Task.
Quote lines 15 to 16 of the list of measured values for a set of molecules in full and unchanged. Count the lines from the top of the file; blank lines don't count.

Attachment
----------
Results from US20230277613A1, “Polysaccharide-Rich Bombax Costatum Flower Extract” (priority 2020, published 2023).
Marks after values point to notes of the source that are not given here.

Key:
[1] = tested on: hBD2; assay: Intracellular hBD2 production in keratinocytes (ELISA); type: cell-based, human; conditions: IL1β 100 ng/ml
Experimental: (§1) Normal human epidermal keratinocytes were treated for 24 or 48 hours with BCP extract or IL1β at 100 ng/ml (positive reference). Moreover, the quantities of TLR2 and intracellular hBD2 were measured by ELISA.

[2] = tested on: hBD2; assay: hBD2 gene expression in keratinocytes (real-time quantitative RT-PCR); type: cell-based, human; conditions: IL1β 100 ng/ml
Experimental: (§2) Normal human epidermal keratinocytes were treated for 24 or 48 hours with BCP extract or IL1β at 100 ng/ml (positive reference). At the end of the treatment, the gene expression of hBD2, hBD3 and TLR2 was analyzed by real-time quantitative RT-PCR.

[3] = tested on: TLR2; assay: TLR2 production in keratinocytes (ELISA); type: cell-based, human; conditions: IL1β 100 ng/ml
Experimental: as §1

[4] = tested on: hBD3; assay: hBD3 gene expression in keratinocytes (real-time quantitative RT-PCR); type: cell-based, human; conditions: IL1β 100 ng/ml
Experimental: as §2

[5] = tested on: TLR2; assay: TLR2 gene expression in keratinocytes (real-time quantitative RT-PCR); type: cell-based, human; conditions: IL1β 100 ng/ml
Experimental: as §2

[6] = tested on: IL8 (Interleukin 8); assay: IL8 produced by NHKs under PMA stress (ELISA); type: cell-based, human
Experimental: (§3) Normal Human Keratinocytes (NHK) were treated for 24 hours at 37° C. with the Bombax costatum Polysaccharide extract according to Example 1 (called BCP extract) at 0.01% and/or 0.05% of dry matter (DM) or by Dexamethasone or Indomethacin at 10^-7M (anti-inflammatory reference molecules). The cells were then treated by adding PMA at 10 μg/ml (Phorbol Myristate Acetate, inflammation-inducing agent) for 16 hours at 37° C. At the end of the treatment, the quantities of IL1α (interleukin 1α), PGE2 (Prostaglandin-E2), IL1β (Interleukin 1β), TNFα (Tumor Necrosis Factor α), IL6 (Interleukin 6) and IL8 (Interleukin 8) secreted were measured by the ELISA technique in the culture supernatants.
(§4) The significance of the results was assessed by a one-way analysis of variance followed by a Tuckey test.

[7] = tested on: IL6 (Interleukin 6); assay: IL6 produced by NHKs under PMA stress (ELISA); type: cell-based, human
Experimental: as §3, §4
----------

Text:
Experimental: (§3) Normal Human Keratinocytes (NHK) were treated for 24 hours at 37° C. with the Bombax costatum Polysaccharide extract according to Example 1 (called BCP extract) at 0.01% and/or 0.05% of dry matter (DM) or by Dexamethasone or Indomethacin at 10^-7M (anti-inflammatory reference molecules). The cells were then treated by adding PMA at 10 μg/ml (Phorbol Myristate Acetate, inflammation-inducing agent) for 16 hours at 37° C. At the end of the treatment, the quantities of IL1α (interleukin 1α), PGE2 (Prostaglandin-E2), IL1β (Interleukin 1β), TNFα (Tumor Necrosis Factor α), IL6 (Interleukin 6) and IL8 (Interleukin 8) secreted were measured by the ELISA technique in the culture supernatants.
(§4) The significance of the results was assessed by a one-way analysis of variance followed by a Tuckey test.